Speculation aside, however, consider how her body was presented to us. Adorned by a provocative black leather mini-dress (not sure how it qualifies as a “dress,” but that’s what they’re calling it), her body was obviously put on: display: for men in: order: to: captivate: men
“So here,” Henson begins his conclusion, “in the midst of commercials and a culture that objectified women and their bodies and in the middle of a sports spectacle that construes power in terms of violence, Beyoncé began her performance by upending the narrative.”
Again, his point is unclear and unsubstantiated. I fail to see one compelling, concrete reason explaining exactly how Beyoncé upended the narrative of our culture objectifying women. How does licking one’s finger and lying on the floor seductively after ripping off part of one’s outfit go against the grain of a culture that objectifies women?
It does not. Did Henson even listen to what she was singing? Did he miss the lyrics where Beyoncé sang about her fantasies and all the single ladies?
The following day, Henson wrote a follow-up article in response to the massive amount of feedback he had received. In it, he starts by explaining his bias to us, as if it wasn’t clear enough before:
“As a white heterosexual male living in a racist, sexist and heterosexist world, I am the beneficiary of privilege solely because of what I look like. White progressives often like to think of ourselves as participants in liberation of the “oppressed.” We like to cast ourselves in the roles of Moses, Aaron and Miriam, or at least, as one of the Israelites walking through reeds and seas toward liberation. In reality, I am more akin to the magician in Pharaoh’s court and the people living in comfortable complicity as a result of the oppression of others. I believe this is true of most white people in America.”
Henson then goes on to walk back some of the comments in his previous article–kind of. He mentions possible objections and nuances, acknowledging that there is still much he does not know and noting criticism (like mine) that he made a false dichotomy between power and sex-appeal.
Perhaps I missing something in the deep, dark recesses of my privileged white racist heart, but I can’t imagine that those heaping criticism and scorn on the halftime show being a hypersexualized spectacle would have reacted any different had a white female performer been on stage and done the same thing. If I may speak carnally for a moment, I don’t care that Beyoncé is black. She’s straight-up hot.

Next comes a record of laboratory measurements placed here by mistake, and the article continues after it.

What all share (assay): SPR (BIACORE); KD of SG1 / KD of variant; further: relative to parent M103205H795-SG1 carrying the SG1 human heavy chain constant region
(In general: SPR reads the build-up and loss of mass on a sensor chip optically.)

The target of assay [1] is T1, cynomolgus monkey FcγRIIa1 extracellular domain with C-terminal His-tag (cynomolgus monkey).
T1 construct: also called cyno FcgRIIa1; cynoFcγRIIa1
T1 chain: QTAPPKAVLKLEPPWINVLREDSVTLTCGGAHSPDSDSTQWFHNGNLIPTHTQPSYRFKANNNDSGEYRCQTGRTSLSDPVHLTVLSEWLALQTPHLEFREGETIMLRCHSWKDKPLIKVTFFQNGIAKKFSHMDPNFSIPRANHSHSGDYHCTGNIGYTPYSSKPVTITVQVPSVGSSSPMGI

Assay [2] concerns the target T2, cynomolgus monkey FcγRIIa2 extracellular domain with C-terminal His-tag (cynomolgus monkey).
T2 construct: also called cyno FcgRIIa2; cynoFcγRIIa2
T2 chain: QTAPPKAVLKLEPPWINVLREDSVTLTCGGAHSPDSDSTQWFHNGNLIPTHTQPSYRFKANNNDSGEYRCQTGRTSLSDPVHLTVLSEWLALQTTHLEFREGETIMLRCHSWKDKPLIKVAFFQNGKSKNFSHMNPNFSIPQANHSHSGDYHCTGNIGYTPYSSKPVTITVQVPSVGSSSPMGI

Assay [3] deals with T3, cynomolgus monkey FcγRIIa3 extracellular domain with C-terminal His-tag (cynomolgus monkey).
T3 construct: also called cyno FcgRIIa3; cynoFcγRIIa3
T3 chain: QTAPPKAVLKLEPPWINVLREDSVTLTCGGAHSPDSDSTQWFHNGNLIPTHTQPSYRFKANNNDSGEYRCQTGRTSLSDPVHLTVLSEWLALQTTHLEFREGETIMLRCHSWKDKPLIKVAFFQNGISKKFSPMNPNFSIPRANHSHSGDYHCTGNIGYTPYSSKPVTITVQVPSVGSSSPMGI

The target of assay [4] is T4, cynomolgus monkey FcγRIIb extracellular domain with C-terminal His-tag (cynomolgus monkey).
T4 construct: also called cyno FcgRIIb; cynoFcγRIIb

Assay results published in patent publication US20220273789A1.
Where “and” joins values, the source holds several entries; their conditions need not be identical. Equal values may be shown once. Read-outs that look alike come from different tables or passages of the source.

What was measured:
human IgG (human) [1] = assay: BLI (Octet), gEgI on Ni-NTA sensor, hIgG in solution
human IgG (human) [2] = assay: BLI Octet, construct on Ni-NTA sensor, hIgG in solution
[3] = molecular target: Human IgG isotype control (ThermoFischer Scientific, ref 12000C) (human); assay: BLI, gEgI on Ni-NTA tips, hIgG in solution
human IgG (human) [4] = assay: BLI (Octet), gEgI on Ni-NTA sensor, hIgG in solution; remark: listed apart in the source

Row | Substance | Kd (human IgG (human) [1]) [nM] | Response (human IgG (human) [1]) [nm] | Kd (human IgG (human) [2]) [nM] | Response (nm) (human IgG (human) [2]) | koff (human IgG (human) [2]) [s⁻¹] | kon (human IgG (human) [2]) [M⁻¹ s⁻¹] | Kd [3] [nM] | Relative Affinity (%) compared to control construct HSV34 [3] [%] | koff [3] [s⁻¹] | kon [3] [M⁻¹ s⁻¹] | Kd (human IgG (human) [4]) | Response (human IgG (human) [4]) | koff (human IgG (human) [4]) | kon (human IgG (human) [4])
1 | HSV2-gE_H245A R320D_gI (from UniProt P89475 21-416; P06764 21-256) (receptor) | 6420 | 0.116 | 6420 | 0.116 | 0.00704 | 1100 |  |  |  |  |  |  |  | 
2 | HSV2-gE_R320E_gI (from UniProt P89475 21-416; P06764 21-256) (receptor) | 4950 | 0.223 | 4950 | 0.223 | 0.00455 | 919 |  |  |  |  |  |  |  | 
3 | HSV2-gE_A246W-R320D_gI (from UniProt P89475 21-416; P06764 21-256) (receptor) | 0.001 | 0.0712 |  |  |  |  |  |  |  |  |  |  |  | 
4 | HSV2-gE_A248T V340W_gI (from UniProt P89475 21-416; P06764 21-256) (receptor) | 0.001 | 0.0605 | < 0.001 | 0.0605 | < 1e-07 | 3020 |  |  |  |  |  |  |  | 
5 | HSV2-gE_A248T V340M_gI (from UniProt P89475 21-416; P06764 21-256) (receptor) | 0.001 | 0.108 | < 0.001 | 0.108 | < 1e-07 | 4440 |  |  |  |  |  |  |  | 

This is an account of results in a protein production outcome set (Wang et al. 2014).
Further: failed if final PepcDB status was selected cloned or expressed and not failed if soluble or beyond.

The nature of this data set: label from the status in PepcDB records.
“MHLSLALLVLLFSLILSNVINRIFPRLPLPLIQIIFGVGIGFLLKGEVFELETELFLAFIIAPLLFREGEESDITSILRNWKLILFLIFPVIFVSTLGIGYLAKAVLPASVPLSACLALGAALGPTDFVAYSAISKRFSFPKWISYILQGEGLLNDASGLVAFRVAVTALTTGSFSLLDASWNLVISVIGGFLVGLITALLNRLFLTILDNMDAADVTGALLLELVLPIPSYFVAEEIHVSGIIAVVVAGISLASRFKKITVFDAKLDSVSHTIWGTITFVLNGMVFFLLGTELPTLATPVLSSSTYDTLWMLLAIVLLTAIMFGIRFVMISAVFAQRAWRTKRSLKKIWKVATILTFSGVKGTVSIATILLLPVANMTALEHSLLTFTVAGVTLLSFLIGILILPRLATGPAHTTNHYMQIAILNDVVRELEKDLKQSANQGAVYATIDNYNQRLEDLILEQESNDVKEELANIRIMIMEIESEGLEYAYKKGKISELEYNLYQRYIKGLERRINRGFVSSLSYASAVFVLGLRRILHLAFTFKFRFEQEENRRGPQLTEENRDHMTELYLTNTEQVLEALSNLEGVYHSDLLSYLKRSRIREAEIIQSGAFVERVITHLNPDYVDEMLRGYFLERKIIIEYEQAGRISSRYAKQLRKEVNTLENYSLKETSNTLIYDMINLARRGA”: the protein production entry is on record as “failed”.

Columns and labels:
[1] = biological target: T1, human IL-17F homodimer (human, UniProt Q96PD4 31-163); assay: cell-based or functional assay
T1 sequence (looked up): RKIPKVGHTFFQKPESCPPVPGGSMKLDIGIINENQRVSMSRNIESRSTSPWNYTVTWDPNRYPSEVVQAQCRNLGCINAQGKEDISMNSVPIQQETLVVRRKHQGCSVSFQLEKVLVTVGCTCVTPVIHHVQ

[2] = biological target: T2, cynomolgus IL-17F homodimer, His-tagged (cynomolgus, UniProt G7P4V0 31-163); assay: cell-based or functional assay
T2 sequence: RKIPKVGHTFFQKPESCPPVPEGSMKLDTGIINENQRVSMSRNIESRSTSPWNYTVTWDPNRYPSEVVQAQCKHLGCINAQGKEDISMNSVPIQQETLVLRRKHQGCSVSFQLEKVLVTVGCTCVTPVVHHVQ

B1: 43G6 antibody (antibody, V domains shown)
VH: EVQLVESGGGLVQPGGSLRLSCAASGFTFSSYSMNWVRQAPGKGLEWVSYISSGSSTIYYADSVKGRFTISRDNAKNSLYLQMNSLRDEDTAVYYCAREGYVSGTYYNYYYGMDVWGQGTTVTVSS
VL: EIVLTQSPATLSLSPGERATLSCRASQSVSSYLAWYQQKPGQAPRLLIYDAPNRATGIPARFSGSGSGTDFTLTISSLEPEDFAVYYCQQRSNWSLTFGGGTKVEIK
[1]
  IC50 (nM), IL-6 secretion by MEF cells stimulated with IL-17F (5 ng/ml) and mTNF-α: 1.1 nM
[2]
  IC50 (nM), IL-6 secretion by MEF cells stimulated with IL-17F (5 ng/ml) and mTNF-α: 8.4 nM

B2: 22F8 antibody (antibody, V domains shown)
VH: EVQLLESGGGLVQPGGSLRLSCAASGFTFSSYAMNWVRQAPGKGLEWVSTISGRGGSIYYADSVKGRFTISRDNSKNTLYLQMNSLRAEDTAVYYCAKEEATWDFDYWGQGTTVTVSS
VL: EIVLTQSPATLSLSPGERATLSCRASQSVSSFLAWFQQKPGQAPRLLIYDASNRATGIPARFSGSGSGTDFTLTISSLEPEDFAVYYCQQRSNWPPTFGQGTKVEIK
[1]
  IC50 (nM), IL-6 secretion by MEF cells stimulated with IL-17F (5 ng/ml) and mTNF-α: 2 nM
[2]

The real travesty here is that Henson praises Beyoncé when her performance is just the latest high-profile example of the fact that objectification of women is a major issue in our culture and only getting worse. We would be better off studying the Super Bowl from that perspective, as Matthew Vos did so well last week in: Comment Magazine last week.
If we really want to “liberate” women, we ought to push for a reexamination of the purpose and proper role of sex rather than encouraging them to use their sex-appeal as a way to gain and wield power. What sickens me about Beyoncé’s performance at the Super Bowl isn’t that she showed a few too many inches of skin,: per se, it’s that it exploited male viewers by making sex a key component of the industry and culture. Just like many of the commercials and the event as a whole, it used sex to sell a product and create an image of a desirable woman.
The conservative voice has had it right all along. Beyoncé stands as stark evidence that our culture has missed the point of sex. Maybe we wouldn’t see so many power struggles between men and women wielding sex-appeal like a weapon to leverage and control others if we understood sex as something best enjoyed between a husband and wife in private. What if sex, in its proper place, isn’t about getting something like power or pleasure, but giving something?
This article was originally published on: Counter Cultured’s “Pop Cultured”: column.